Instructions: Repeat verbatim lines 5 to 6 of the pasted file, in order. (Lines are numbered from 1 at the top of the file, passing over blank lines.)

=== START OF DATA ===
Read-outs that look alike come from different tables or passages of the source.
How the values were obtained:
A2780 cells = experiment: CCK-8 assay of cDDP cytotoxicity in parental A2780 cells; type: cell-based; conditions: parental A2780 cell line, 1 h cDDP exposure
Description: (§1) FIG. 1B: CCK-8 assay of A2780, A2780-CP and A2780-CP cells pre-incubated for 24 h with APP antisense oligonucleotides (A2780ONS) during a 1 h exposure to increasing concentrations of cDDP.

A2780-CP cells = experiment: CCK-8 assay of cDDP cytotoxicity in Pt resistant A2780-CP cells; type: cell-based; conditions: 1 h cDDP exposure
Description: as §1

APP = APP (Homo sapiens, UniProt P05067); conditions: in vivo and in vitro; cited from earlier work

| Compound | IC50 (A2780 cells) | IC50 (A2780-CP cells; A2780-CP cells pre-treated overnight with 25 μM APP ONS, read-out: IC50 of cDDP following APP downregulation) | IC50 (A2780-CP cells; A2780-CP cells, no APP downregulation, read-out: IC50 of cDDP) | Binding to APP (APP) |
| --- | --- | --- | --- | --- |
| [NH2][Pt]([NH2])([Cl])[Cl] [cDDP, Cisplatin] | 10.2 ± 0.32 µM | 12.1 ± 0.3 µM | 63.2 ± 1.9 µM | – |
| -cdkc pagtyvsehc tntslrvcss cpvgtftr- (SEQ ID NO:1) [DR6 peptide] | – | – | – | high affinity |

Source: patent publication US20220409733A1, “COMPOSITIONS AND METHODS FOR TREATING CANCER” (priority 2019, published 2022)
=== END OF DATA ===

A2780-CP cells = experiment: CCK-8 assay of cDDP cytotoxicity in Pt resistant A2780-CP cells; type: cell-based; conditions: 1 h cDDP exposure
Description: as §1